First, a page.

Mark Lammert, w.t.
'The impression made by a country road can vary, depending on whether you walk along it or fly over it in an aeroplane. In the same way, the impact of a text varies, depending on whether you read it or copy it.'
For many years now, the painter and draftsman Mark Lammert has been compiling his material in large-format workbooks. In addition to collages, photos and drawings, the books are filled with written notes. These aren't Lammert's personal diary entries, however. Instead, they are excerpts from a diverse array of theoretical texts, the origins of which are of an artistic, historical, or general aesthetic nature.
In his works, entitled RISSE, Lammert uses the process of copying by hand to create pictures which are both text and drawing. Bodies of text on color-coated backgrounds interact with the shapes of bodies created by the negative space of omitted text.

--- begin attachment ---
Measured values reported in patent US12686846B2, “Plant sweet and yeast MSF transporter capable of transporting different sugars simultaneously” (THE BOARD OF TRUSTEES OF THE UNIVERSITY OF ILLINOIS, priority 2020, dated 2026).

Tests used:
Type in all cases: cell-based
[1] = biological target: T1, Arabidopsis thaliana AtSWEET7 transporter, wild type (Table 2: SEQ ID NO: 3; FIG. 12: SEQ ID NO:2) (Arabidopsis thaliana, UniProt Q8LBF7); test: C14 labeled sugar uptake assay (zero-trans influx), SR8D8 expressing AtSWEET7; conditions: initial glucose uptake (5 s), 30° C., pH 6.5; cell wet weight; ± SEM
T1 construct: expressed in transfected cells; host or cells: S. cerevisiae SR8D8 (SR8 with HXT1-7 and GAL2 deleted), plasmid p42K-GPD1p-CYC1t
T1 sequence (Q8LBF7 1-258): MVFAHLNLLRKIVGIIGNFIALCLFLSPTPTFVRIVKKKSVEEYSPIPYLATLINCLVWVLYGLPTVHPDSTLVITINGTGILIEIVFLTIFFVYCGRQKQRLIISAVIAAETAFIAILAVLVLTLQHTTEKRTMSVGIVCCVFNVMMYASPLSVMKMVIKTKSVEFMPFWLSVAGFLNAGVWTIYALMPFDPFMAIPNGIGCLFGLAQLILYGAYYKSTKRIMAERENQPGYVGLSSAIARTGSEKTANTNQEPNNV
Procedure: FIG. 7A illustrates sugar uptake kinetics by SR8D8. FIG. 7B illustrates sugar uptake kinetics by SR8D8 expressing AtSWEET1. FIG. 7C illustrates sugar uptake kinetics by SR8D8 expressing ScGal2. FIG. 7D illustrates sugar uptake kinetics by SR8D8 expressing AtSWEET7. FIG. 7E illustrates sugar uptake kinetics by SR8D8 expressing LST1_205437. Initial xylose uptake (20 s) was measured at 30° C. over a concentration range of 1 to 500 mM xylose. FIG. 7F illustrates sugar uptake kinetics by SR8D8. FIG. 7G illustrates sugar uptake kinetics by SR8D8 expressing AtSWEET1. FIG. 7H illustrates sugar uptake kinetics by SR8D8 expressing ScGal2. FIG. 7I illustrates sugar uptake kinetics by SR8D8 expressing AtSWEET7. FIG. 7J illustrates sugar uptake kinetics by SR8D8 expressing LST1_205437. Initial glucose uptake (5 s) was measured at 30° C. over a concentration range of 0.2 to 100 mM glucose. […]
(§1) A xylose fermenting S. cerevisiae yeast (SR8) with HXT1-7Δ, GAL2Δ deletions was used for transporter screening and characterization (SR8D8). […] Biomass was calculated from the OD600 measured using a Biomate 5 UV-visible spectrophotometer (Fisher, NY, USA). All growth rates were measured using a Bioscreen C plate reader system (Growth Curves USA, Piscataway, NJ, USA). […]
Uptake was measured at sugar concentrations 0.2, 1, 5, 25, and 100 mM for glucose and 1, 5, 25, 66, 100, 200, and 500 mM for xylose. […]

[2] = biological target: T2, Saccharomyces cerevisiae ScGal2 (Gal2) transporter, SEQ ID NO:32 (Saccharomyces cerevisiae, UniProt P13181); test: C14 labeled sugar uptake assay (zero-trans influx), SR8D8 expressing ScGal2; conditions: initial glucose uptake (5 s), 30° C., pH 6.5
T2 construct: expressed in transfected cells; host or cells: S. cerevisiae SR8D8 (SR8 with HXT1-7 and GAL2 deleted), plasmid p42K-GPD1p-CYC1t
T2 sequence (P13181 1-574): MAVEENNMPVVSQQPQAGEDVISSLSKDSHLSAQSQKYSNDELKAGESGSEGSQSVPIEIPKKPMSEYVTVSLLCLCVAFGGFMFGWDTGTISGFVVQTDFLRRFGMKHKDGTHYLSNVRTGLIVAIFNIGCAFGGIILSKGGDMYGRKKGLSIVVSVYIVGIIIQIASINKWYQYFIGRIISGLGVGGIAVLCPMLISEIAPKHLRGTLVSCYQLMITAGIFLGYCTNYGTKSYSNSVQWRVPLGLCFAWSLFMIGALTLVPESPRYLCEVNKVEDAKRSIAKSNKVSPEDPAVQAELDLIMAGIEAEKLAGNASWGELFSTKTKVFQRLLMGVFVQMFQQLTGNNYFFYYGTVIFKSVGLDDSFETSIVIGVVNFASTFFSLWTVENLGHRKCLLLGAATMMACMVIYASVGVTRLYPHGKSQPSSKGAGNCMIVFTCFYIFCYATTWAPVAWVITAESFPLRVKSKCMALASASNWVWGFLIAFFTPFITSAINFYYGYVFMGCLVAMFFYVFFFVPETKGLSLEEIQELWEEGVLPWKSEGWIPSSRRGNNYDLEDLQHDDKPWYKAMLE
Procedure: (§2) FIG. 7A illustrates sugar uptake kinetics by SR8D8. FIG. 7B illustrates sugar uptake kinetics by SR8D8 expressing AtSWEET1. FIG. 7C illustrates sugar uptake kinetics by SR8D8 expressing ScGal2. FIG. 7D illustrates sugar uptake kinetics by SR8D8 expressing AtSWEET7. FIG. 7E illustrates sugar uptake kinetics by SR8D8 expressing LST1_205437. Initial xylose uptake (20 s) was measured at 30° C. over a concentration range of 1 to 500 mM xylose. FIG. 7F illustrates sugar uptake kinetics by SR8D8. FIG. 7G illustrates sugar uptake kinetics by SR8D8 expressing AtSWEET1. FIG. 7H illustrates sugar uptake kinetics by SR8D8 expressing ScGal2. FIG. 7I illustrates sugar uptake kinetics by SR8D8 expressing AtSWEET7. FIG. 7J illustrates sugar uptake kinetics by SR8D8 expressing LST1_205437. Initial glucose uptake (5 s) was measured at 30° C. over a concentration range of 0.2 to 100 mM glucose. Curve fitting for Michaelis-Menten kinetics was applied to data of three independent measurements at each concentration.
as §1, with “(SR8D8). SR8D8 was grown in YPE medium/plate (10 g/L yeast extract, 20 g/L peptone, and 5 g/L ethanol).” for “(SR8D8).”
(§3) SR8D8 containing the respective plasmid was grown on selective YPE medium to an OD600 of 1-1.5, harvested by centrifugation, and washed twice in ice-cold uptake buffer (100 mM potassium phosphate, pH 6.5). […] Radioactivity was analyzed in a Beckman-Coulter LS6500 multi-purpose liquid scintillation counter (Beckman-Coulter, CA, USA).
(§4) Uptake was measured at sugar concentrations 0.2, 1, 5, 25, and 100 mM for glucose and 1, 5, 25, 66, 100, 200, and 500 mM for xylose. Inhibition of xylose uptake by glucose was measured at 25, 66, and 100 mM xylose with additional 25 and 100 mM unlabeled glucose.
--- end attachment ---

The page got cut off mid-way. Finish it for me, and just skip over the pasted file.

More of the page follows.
Citations on art and aesthetics from authors ranging from Pliny to Michael Foucault are thus transformed into art, and the question of the interpretative sovereignty of artistic commentary as it relates to the artwork itself must be posed anew.